TOPICS: Heat, Temperature, Diffusion (Physics), Heat conduction, Stress, Waves, Transients (Dynamics), Displacement
Technical Brief  
Mohsen Rostam and Elham Omidbakhsh Amiri
J. Heat Transfer   doi: 10.1115/1.4041324
The efficiency of industrial heat equipment can be increased using baffles. The shape of baffles is one of the effective parameters. In this work, the effect of shapes of asymmetric baffles on the thermal performance has been investigated. Four different shapes as Rectangular diagonal, Trapezoidal, Triangular and Semi Ellipsoid, as well as, vertical Rectangle (as the base model) were used. Also, four non-Newtonian fluids were used as the working fluid. The governing equation which models the physical phenomenon was solved with the finite volume method. The results showed that better thermal performance could be observed with Semi Ellipsoid baffle for all four non-Newtonian fluids. However, for different models of non-Newtonian fluids, the average of increasing of thermal performance with different percent was achieved. By comparing different models of non-Newtonian fluids, Shear-thinning model shows better thermal performance than other models.
TOPICS: Non-Newtonian fluids, Shapes, Finite volume methods, Heat, Fluids, Shear (Mechanics)
S.Y. Misyura and Vladimir Morozov
J. Heat Transfer   doi: 10.1115/1.4041323
Evaporation of layers of aqueous solutions of salts (LiBr, CaCl2, NaCl, MgCl2, BaCl2, CsCl) is studied experimentally. Experimental data are compared with evaporation of the water layer. The solution is placed on a horizontal surface of a cylindrical heating section. Experiments on surface crystallization of salts are carried out. For aqueous solutions of salts LiBr, LiCl and CaCl2 there is an extremum for the heat transfer coefficient al. For water and for solutions of salts NaCl and CsCl the extremum is absent. The first factor is a decreasing function of time, and the second factor is an increasing function of time. For the water layer, both factors continuously increase with time, and the maximum evaporation rate corresponds to the final stage of evaporation. The heat balance for interface layer is made up. The role of the free gas convection in the heat balance strongly depends on the salt concentration and varies with the rise of evaporation time. For low salt concentrations the influence of free convection in the gas phase on heat transfer in the liquid phase can be neglected; however, for high concentrations this effect is comparable with other factors. The curves for the rate of crystallization have been built. More than two times difference between the experiment and the calculation is associated with the kinetics of dendritic structures.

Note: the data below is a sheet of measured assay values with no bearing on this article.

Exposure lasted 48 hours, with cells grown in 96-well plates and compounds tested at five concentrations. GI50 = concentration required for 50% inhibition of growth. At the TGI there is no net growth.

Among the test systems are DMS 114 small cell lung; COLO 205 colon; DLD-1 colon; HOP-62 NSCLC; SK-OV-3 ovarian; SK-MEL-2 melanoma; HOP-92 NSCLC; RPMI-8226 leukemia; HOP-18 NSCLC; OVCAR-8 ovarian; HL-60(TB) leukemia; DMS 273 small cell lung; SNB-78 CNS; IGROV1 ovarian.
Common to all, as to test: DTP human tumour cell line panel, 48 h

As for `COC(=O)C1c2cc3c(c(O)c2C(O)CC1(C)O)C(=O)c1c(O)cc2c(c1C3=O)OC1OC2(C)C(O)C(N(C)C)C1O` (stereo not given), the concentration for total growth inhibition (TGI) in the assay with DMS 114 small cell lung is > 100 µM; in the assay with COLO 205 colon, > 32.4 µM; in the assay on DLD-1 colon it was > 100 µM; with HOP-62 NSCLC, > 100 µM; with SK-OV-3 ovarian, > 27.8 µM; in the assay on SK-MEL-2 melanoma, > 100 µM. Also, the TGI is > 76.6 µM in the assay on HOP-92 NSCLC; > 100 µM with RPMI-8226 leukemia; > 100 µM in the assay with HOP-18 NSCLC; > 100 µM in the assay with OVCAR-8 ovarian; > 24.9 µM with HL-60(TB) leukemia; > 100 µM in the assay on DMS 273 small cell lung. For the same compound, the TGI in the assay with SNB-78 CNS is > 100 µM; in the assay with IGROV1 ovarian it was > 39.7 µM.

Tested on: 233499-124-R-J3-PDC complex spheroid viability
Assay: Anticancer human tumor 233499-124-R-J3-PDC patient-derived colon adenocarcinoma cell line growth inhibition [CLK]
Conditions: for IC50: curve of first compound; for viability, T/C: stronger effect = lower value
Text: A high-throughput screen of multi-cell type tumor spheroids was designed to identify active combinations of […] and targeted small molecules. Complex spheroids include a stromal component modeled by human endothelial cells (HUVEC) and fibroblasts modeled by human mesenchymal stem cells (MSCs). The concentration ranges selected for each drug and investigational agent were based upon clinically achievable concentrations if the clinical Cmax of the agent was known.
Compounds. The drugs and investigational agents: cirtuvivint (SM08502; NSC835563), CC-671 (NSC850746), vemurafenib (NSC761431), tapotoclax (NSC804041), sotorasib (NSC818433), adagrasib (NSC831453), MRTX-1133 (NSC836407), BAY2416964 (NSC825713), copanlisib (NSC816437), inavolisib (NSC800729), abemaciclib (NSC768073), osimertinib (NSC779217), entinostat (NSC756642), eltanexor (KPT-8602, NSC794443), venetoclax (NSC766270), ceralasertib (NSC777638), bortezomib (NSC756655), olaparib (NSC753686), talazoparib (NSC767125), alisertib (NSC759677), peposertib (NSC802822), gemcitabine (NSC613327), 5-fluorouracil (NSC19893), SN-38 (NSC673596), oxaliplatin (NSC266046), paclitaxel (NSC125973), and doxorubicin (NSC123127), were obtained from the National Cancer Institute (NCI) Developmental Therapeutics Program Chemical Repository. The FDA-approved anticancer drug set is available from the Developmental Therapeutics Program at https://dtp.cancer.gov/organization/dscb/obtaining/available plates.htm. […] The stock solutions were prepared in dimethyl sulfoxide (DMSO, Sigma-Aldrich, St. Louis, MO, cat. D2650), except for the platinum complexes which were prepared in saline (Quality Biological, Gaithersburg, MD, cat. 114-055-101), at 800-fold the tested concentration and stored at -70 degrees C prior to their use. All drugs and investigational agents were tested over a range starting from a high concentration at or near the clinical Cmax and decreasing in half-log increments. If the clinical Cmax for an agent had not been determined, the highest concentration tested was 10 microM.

TOPICS: Evaporation, Water, Heat, Crystallization, Convection, Heat transfer, Heating, Heat transfer coefficients, Natural convection
Amirhossein Mostafavi, Shunkei Suzuki, Sumeet Changla, Aditya Pinto, Shigetoshi Ipposhi and Donghyun Shin
J. Heat Transfer   doi: 10.1115/1.4041241
Recent studies have shown that doping nanoparticles into a molten salt eutectic can induce salt molecules to form a stelliform nanostructure that can enhance the effective heat capacity of the mixture. This phenomenon can result from a unique characteristic of a eutectic molten salt system, which can self-form a nanostructure on a nanoscale solid surface. Hence, such an enhancement was only observed in a molten salt eutectic. Similarly, a stelliform nanostructure can be artificially synthesized and dispersed in other liquids. Mixing polar-ended molecules with a nanoparticle in a medium can induce the polar-ended molecules ionically bonded to a nanoparticle to form a stelliform nanostructure. Hence, this may enhance the effective heat capacity of the mixture. In this study, we disperse various nanoparticles and polar-ended materials into a sodium acetate trihydrate at different ratios to explore the effect of nanoparticle type and concentration as well as polar-ended materials and their concentrations on the resultant heat capacity of sodium acetate trihydrate. The result shows the specific heat capacity was the highest with silica nanoparticle at 1 % concentration of weight and polar-ended material at 4 % concentration.
TOPICS: Specific heat, Sodium, Nanoparticles, Heat capacity, Nanoscale phenomena, Weight (Mass)
Shirin Niroomand, Melanie Fauchoux and Carey J. Simonson
J. Heat Transfer   doi: 10.1115/1.4041185